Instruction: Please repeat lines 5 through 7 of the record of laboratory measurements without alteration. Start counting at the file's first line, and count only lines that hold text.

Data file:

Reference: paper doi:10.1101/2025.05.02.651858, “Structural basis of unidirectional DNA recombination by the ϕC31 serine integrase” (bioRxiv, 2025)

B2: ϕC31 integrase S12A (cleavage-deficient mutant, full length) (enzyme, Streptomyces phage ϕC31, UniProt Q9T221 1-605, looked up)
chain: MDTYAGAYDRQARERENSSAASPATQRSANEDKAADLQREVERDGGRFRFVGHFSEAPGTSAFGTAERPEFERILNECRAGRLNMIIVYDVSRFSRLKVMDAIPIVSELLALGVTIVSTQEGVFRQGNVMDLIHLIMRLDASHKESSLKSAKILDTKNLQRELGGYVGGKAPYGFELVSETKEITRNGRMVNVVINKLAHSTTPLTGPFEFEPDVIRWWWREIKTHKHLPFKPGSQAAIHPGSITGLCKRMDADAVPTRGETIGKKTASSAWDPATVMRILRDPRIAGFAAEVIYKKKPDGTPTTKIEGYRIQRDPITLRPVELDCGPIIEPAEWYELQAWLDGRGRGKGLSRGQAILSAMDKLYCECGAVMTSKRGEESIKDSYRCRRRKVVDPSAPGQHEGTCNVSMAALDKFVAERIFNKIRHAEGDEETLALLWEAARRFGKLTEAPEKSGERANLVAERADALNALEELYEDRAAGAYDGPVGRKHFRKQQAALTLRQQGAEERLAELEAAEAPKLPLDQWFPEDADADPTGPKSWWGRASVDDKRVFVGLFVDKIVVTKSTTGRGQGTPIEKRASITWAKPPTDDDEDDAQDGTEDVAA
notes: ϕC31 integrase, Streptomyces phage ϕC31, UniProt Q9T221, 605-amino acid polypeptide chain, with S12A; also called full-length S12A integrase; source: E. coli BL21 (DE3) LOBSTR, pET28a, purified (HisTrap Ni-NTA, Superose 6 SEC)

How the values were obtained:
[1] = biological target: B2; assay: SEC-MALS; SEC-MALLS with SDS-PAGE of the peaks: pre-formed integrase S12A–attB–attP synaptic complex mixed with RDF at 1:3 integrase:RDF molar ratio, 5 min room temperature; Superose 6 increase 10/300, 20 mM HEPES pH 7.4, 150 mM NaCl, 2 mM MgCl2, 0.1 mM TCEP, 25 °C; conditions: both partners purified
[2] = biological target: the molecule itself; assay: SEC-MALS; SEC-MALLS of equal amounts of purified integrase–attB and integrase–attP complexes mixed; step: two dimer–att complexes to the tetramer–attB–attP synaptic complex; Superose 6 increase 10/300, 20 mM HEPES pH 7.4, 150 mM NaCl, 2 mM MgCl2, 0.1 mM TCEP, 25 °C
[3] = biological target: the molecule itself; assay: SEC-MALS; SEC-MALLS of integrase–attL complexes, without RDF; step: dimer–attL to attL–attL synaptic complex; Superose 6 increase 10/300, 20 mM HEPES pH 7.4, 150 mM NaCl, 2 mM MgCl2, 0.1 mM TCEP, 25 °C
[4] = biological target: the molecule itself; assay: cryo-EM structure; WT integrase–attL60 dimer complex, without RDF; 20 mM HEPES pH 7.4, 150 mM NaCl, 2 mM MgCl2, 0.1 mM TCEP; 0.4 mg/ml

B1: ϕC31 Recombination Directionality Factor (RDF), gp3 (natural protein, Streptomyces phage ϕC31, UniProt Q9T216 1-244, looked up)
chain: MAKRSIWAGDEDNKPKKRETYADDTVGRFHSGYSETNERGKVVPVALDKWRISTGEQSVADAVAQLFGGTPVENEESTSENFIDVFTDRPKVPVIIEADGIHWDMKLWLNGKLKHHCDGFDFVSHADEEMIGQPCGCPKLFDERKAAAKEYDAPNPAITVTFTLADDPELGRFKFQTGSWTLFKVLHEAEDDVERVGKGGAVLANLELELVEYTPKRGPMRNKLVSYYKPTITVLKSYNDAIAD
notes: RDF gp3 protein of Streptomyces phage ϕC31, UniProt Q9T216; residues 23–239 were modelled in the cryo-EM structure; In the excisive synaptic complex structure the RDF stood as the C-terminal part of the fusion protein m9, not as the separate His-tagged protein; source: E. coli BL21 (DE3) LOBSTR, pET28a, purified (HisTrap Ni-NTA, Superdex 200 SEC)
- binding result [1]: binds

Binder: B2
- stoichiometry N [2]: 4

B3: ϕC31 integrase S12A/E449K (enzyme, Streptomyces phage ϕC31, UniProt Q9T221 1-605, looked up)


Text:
How the values were obtained:
[1] = biological target: B2; assay: SEC-MALS; SEC-MALLS with SDS-PAGE of the peaks: pre-formed integrase S12A–attB–attP synaptic complex mixed with RDF at 1:3 integrase:RDF molar ratio, 5 min room temperature; Superose 6 increase 10/300, 20 mM HEPES pH 7.4, 150 mM NaCl, 2 mM MgCl2, 0.1 mM TCEP, 25 °C; conditions: both partners purified
[2] = biological target: the molecule itself; assay: SEC-MALS; SEC-MALLS of equal amounts of purified integrase–attB and integrase–attP complexes mixed; step: two dimer–att complexes to the tetramer–attB–attP synaptic complex; Superose 6 increase 10/300, 20 mM HEPES pH 7.4, 150 mM NaCl, 2 mM MgCl2, 0.1 mM TCEP, 25 °C